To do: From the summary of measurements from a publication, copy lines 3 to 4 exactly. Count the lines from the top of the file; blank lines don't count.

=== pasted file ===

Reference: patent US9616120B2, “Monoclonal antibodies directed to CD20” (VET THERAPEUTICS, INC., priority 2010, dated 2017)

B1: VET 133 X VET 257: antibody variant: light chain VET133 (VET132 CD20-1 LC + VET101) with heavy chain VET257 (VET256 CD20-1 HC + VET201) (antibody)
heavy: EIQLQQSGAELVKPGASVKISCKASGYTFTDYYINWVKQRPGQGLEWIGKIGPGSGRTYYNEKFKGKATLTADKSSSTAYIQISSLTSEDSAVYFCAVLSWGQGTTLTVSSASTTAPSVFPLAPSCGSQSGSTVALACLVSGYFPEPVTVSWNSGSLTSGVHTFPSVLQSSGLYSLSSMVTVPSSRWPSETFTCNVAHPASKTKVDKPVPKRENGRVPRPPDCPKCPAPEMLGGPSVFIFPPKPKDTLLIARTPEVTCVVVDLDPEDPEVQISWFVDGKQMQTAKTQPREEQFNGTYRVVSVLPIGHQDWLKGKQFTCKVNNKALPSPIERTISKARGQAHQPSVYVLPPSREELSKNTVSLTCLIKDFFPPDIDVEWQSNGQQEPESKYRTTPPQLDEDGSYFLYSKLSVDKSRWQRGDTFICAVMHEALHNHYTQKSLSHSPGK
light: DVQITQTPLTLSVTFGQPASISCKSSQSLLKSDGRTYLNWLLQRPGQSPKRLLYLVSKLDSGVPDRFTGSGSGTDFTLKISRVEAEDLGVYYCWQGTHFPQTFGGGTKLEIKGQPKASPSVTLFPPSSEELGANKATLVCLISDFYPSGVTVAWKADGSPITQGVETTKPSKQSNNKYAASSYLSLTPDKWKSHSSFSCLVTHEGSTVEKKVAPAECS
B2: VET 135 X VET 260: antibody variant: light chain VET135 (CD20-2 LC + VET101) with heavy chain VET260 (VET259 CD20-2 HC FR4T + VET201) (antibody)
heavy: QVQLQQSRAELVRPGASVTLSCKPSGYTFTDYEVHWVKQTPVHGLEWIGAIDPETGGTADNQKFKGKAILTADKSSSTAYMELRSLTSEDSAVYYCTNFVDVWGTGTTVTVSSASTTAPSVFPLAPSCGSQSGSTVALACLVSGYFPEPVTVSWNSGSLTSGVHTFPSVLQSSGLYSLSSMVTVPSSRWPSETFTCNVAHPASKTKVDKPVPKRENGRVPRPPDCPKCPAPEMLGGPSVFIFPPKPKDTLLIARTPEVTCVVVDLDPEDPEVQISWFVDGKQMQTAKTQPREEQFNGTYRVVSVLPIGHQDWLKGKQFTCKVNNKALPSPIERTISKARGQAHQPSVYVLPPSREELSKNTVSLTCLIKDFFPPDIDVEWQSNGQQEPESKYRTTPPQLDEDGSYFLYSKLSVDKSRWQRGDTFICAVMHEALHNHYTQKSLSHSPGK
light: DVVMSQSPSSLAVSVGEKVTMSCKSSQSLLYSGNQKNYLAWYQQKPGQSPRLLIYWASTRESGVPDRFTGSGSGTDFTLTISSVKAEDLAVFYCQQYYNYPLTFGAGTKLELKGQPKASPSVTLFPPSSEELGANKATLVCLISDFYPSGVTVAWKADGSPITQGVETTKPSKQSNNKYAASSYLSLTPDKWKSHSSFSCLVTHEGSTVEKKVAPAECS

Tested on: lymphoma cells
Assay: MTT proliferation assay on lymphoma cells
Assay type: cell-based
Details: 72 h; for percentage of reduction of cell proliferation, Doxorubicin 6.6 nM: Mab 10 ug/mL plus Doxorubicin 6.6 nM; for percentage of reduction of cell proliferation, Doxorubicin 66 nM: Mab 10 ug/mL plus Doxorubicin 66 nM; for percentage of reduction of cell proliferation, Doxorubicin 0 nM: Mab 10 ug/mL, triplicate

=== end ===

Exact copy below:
heavy: EIQLQQSGAELVKPGASVKISCKASGYTFTDYYINWVKQRPGQGLEWIGKIGPGSGRTYYNEKFKGKATLTADKSSSTAYIQISSLTSEDSAVYFCAVLSWGQGTTLTVSSASTTAPSVFPLAPSCGSQSGSTVALACLVSGYFPEPVTVSWNSGSLTSGVHTFPSVLQSSGLYSLSSMVTVPSSRWPSETFTCNVAHPASKTKVDKPVPKRENGRVPRPPDCPKCPAPEMLGGPSVFIFPPKPKDTLLIARTPEVTCVVVDLDPEDPEVQISWFVDGKQMQTAKTQPREEQFNGTYRVVSVLPIGHQDWLKGKQFTCKVNNKALPSPIERTISKARGQAHQPSVYVLPPSREELSKNTVSLTCLIKDFFPPDIDVEWQSNGQQEPESKYRTTPPQLDEDGSYFLYSKLSVDKSRWQRGDTFICAVMHEALHNHYTQKSLSHSPGK
light: DVQITQTPLTLSVTFGQPASISCKSSQSLLKSDGRTYLNWLLQRPGQSPKRLLYLVSKLDSGVPDRFTGSGSGTDFTLKISRVEAEDLGVYYCWQGTHFPQTFGGGTKLEIKGQPKASPSVTLFPPSSEELGANKATLVCLISDFYPSGVTVAWKADGSPITQGVETTKPSKQSNNKYAASSYLSLTPDKWKSHSSFSCLVTHEGSTVEKKVAPAECS